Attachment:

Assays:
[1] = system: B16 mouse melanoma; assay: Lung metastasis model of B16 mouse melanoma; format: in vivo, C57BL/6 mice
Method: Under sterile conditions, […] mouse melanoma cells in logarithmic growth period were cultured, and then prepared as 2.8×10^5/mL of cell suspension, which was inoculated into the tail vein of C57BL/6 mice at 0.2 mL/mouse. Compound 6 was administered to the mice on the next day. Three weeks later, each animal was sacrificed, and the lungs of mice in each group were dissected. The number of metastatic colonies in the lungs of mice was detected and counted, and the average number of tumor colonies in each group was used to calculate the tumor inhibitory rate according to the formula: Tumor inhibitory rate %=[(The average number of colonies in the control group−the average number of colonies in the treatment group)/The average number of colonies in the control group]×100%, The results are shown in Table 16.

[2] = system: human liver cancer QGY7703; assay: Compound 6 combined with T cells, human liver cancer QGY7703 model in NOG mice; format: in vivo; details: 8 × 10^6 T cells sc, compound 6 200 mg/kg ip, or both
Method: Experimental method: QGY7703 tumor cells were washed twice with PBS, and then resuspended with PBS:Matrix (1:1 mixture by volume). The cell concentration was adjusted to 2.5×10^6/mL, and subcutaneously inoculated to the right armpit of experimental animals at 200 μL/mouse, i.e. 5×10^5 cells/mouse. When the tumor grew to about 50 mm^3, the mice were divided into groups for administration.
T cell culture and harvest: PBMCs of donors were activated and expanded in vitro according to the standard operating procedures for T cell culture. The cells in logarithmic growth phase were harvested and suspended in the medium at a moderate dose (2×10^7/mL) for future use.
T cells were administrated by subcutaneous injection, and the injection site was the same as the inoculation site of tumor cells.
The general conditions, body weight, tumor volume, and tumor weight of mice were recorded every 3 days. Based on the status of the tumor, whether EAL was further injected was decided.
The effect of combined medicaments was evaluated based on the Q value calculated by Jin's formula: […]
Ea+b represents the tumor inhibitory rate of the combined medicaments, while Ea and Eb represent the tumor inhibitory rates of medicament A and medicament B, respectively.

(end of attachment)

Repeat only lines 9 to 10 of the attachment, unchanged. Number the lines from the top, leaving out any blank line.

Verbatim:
The effect of combined medicaments was evaluated based on the Q value calculated by Jin's formula: […]
Ea+b represents the tumor inhibitory rate of the combined medicaments, while Ea and Eb represent the tumor inhibitory rates of medicament A and medicament B, respectively.